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Instagram continues to perform strongly despite inconsistent brand identity

HANNA KAHLERT | June 30, 2021

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Over the last few months Instagram has done its best to capitalise on the latest social media success tactics, often at the cost of its own original user proposition. The photo-sharing app for friends now offers Reels, imitating TikTok’s success. It has rolled out an option to hide Likes, the iconic feature which has characterised social media as a whole since inception. And it now is introducing ‘suggested posts’ to users’ feeds, sorted by topics a profile states they are interested in – potentially putting these ahead of photos and videos shared by profiles they actually follow. Directly mimicking TikTok, this seems to diverge very little in practice from hashtags, which are its original discovery feature. Instead, it seems to want to emulate the usability which younger users are familiar with from TikTok, in order to entice them to increase their Instagram engagement.

Spotlight

goop.com

Goop is one of the rare places on the web where food, shopping, and mindfulness collide—where the ever-evolving intent is to make every choice count. We’re all resource strapped, so goop hopes to surface the very best experiences, recipes, products, and advice. Launched in the fall of 2008 out of Gwyneth Paltrow’s kitchen, goop was originally conceived as a weekly e-mail newsletter. Its intent was two-fold: GP wanted a place to organize her unbiased travel recs, health-centric recipes, and shopping discoveries for friends, and she also wanted to get her own questions—about health, fitness, and the psyche—answered. Now, goop has become a place for GP to introduce some of the incredible experts who have mentored her throughout her life to a wider audience, and a place where readers can find suggestions about where to shop, eat, and stay from a trusted friend—not from an anonymous, crowd-sourced recommendation engine.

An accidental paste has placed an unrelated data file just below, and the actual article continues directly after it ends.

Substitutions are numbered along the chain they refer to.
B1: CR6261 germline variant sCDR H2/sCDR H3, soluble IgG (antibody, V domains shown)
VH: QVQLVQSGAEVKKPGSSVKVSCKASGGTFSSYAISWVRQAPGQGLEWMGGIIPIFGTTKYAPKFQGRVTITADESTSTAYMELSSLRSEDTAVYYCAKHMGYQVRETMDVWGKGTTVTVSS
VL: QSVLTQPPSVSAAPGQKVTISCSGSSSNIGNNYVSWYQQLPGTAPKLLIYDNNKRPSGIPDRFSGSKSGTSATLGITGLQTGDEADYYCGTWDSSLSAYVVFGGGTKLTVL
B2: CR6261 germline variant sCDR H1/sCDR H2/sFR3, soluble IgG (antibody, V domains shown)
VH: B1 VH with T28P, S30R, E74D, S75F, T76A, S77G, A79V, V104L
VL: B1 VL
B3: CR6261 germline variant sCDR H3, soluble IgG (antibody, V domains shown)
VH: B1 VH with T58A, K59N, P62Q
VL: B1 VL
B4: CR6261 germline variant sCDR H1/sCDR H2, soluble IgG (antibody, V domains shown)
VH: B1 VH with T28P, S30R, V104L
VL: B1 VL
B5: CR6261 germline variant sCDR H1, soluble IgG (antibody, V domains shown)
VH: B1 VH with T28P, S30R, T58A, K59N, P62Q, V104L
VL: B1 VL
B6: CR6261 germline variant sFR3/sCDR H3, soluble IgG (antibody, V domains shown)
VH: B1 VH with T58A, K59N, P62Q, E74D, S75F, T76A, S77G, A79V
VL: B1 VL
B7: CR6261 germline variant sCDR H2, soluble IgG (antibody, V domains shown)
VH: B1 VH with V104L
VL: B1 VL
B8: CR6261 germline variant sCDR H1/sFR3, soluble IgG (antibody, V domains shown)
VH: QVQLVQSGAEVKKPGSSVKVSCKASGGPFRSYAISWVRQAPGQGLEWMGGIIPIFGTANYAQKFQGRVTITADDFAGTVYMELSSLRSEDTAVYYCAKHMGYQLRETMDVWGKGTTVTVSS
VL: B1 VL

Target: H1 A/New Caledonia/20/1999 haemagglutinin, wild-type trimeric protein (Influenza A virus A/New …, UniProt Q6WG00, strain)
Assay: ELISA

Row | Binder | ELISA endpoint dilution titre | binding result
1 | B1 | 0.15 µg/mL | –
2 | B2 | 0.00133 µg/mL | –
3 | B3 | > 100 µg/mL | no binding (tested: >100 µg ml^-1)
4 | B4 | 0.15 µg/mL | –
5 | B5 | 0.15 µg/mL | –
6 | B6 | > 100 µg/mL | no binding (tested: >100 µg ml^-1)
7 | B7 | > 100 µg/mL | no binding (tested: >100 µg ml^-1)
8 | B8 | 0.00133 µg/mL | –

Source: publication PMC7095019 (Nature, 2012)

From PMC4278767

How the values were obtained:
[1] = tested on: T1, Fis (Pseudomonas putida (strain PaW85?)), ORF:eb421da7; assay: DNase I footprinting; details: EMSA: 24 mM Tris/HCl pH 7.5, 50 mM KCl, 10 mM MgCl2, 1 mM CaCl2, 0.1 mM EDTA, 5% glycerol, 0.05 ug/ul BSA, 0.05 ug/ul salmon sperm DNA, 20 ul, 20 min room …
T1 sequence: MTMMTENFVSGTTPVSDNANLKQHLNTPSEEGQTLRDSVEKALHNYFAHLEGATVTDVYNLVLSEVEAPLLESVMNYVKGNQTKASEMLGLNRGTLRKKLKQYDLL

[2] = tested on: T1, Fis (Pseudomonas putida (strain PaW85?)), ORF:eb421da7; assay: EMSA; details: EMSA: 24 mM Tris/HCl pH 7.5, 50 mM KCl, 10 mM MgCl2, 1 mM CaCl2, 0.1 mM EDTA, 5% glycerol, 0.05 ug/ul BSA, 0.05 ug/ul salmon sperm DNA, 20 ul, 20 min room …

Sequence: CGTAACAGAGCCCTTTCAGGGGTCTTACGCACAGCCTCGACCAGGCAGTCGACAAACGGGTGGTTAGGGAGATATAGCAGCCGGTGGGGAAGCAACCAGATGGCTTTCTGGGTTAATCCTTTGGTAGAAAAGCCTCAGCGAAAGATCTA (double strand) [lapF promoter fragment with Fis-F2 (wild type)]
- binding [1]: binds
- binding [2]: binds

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Spotlight

goop.com

Goop is one of the rare places on the web where food, shopping, and mindfulness collide—where the ever-evolving intent is to make every choice count. We’re all resource strapped, so goop hopes to surface the very best experiences, recipes, products, and advice. Launched in the fall of 2008 out of Gwyneth Paltrow’s kitchen, goop was originally conceived as a weekly e-mail newsletter. Its intent was two-fold: GP wanted a place to organize her unbiased travel recs, health-centric recipes, and shopping discoveries for friends, and she also wanted to get her own questions—about health, fitness, and the psyche—answered. Now, goop has become a place for GP to introduce some of the incredible experts who have mentored her throughout her life to a wider audience, and a place where readers can find suggestions about where to shop, eat, and stay from a trusted friend—not from an anonymous, crowd-sourced recommendation engine.

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